The Mark Blog

Save it For a Rainy Day

Last week I wrote about slaughter. This week, I write about saving. Contradictory? Not really. As much as I have enjoyed trimming the fat off the novel, I have also discovered that there are some things I cut, only to put them back in later. I realize this is confusing when we are talking about writing.

You are bound to ask, “Are you saying, Monica, that you delete things only to put them back in later? Sounds like you’re not really editing, then.”

Oh, but I am. I realized I have two types of edits: the highlight and delete, and the highlight, copy, and delete. The first category, highlight and delete, is saved for those sentences, words, and phrases that make me cringe upon re-reading. These are the wince-inducing passages that make me wonder, “What was I thinking when I wrote this?” Like when I see that one picture of myself with a turquoise bandana tied around my permed hair, as if I had just auditioned for Olivia Newton John’s “Let’s Get Physical” video. These passages in my writing get shot out into the atmosphere along with my perm and my turquoise bandana.

Then, there is the highlight, copy, and delete category. This is the passage or scene that is not working where it is, but your intuition calls out, “Whoa, whoa, whoa!” when your finger hovers over the delete button. It’s the peevish writer voice that mentions that whatever you're deleting might be worth something someday. It commands you to open another document and paste your rubbish there in case you want to look at it one day.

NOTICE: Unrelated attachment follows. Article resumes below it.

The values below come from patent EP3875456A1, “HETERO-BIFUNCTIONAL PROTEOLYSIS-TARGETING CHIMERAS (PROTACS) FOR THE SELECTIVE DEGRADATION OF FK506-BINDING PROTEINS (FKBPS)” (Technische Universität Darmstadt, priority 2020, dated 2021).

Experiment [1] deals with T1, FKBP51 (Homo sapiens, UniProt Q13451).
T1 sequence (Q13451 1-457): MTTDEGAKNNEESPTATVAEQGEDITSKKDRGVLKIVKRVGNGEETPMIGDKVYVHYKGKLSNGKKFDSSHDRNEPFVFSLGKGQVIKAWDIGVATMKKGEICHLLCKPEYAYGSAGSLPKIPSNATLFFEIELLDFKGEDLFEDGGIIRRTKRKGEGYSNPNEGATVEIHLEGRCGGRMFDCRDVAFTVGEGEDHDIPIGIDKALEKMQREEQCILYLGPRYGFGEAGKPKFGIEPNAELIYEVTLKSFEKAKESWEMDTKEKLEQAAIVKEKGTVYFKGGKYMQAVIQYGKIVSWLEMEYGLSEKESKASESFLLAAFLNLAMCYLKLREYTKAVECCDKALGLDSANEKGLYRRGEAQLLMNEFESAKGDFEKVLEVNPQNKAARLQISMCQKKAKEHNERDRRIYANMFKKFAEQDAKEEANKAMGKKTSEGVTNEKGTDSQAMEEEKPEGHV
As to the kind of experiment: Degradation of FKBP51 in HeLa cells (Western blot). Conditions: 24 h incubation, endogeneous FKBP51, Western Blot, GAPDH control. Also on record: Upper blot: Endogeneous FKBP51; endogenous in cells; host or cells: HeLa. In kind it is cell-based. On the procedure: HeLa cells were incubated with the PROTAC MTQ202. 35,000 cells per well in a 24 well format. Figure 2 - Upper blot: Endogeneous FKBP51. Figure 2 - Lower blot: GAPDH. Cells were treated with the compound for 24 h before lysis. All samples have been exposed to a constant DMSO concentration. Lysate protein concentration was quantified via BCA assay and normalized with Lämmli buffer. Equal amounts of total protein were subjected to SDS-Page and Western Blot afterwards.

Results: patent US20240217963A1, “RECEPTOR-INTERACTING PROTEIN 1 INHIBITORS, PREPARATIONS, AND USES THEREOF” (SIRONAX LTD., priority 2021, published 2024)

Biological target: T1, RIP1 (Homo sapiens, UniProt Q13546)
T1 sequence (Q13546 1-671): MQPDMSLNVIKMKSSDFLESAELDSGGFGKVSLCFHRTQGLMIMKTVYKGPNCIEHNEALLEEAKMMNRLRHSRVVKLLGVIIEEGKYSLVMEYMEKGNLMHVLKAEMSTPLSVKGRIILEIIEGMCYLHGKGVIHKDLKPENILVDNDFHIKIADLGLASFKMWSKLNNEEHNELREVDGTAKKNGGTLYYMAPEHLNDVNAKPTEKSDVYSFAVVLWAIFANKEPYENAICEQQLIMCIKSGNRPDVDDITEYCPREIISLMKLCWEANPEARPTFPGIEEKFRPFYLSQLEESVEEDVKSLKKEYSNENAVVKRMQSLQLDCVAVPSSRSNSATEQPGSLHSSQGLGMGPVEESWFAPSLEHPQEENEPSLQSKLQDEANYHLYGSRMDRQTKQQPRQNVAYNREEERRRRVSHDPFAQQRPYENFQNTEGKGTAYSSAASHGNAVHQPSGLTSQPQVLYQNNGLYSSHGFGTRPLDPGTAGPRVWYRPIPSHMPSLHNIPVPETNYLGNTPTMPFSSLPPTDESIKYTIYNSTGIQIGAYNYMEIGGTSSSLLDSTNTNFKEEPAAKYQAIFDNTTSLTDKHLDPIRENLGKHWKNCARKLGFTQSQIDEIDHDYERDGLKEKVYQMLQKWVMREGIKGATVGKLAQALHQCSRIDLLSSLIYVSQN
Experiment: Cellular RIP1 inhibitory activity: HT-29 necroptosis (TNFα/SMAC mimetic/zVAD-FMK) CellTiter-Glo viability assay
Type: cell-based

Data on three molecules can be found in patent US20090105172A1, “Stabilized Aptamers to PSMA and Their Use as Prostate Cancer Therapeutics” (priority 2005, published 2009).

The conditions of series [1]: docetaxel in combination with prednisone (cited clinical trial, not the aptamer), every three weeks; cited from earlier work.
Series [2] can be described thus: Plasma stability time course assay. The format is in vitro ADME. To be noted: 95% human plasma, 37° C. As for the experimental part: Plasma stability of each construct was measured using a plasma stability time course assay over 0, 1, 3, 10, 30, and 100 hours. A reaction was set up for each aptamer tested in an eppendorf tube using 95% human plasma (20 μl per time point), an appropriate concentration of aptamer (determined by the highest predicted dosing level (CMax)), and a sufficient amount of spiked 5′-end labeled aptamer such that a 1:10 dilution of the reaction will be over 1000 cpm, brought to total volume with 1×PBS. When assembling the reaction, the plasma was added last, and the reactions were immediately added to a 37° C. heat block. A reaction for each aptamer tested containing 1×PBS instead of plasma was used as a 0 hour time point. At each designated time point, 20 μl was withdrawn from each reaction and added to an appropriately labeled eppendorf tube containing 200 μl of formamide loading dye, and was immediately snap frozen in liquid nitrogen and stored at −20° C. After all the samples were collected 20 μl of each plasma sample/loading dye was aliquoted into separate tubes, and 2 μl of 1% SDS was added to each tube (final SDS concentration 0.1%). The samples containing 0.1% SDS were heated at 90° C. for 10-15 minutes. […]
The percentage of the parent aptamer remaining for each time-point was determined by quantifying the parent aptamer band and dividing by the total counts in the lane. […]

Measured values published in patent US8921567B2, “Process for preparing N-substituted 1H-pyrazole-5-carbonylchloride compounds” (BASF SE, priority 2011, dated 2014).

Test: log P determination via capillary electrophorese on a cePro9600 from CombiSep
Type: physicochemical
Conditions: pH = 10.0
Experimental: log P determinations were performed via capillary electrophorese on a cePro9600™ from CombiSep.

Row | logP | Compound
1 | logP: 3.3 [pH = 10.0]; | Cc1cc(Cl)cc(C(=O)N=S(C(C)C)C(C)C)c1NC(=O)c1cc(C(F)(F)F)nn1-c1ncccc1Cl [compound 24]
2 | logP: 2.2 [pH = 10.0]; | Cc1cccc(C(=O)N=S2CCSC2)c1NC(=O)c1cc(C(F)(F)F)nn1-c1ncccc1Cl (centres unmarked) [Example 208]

I encountered this recently while revising. There was a section in my novel that wasn’t working, a part I considered a dead zone, and I decided to cut it.  But because of that little voice, I saved that scene, not quite convinced it should be gone forever. As I was revising that section of the novel again, and after I made several more cuts elsewhere, the scene went back in (with some rewriting).

Making cuts to other parts of the novel gave the scene in question a whole new complexion and impact. It also did a lot of back-story work in a small space. I hesitated to put something back in, thinking that, if I didn’t need it before, why would I need it now? But the pruned section showed me that the scene was more compelling and necessary when I cleared away all the prose that obscured it.

The lesson is: listen to your intuition. If the writerly voice inside of you is telling you to save something for later, do it. I have fine-tuned my ability to know what I can scrap forever and what I can toss into the junkyard for future use. So go ahead, save some of your darlings - they might be worth something one day.